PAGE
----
Jonni McCoy’s Miserly Moms: Living on One Income in a Two Income Economy lists eleven miserly guidelines designed to help families reduce expenses. The first of these is: Don’t confuse frugality with depriving yourself.
This is the most important aspect of being successful at saving money. […] If any money-saving activity makes you feel cheap or tight, you will eventually abandon your efforts. That is not the price we need to pay to reach our goals.
If you have adopted a lifestyle of thrift or frugality, you are not being cheap when you buy generic food at the grocery store. You are not being cheap when you don’t purchase Zizzer-Zoof Seeds or the latest Thneed. You are not being cheap — you are choosing a different set of values. You are working toward a greater goal. You are not depriving yourself — you have elected to live debt-free, or to follow a spiritual ideal, or to save for a trip around the world.
When you adopt a frugal lifestyle, you change your value system. You acquire less Stuff, but you gain more time, more freedom, more peace-of-mind. Making any lifestyle change — acquiring a frugal mentality, beginning an IRA, starting a diet — requires that you keep your goal in mind constantly. If you lose track of why you are making sacrifices, the sacrifices become a burden.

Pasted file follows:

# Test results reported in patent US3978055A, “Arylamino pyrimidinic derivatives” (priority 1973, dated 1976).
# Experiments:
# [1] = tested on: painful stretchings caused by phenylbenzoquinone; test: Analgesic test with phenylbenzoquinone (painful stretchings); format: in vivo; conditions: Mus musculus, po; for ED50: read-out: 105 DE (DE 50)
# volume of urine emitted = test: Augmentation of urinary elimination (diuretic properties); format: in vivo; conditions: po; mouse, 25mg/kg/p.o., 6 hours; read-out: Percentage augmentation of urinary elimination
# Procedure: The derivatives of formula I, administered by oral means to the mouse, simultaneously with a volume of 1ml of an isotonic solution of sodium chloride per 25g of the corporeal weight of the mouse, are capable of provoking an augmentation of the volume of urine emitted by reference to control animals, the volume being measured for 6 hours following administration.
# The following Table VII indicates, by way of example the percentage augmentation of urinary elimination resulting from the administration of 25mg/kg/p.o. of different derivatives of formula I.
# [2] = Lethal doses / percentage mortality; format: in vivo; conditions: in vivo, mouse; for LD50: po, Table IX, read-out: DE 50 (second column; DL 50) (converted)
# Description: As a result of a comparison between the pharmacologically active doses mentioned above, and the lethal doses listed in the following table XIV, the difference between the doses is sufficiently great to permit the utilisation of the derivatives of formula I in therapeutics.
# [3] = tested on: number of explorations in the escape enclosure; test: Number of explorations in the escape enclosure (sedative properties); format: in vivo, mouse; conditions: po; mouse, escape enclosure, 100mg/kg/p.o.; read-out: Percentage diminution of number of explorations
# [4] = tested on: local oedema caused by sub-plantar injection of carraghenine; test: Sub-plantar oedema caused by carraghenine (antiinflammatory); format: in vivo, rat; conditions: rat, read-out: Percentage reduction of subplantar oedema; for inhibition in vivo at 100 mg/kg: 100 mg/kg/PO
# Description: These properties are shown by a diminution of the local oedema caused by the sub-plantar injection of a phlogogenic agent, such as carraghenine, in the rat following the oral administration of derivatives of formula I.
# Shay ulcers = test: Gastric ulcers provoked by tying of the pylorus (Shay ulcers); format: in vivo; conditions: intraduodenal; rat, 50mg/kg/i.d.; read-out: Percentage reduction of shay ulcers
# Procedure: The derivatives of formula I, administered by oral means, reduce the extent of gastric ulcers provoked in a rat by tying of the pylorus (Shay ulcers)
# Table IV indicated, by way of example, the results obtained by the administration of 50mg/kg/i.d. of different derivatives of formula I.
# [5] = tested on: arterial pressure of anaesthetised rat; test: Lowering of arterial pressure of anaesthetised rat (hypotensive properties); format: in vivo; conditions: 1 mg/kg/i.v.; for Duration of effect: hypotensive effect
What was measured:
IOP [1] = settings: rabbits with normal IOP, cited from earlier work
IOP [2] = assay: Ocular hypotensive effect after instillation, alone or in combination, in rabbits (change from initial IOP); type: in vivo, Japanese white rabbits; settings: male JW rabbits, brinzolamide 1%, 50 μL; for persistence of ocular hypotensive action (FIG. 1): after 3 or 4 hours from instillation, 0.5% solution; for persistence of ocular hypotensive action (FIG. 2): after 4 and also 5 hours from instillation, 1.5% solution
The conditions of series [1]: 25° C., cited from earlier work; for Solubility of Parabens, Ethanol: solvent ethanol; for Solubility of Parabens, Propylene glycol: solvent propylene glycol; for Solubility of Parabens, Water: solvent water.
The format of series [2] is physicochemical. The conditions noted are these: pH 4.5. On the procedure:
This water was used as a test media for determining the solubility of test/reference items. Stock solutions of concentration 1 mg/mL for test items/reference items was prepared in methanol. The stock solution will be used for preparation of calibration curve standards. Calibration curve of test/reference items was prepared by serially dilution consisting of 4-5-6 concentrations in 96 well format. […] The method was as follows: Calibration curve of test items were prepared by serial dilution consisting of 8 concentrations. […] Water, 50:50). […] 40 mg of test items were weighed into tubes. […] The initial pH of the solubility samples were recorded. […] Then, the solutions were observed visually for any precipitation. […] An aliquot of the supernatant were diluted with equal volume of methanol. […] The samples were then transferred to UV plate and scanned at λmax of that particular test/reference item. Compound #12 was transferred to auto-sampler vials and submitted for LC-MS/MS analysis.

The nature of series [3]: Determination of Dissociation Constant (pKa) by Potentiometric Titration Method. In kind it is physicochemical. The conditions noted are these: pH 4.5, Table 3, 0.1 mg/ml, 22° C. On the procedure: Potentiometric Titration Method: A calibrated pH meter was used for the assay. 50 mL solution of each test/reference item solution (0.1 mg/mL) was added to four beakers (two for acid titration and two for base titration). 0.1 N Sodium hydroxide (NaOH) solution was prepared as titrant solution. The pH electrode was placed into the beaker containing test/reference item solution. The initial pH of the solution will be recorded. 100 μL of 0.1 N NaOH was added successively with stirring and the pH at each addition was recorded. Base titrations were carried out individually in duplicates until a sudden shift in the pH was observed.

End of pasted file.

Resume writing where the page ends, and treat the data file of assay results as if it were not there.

McCoy recommends that you track your success as you work toward your goal. Make a chart to graph your savings effort. Keep statistics on how much extra money you save by walking to the store instead of driving. Compete with yourself to see how small you can get your grocery bill. McCoy also advises that frugality does not mean deprivation:
When I first started my frugal lifestyle, I feared what it would involve. I believed that frugal people lived undesirable lives: wearing stained or torn clothing or reusing plastic wrap. I refused to participate in any of that. But such a definition of a frugal lifestyle does not have to be yours. There are many degrees of frugal lifestyles. I was determined to maintain a sense of class and still be frugal.
I’ve said this before: Frugality isn’t an all-or-nothing proposition. There are different degrees, and it’s important to find what works best for your budget and your situation. Keep your eye on the goal and make conscious choices that make you happy. Don’t bankrupt your future for gratification today, but don’t live so abstemiously that you cannot enjoy life now.
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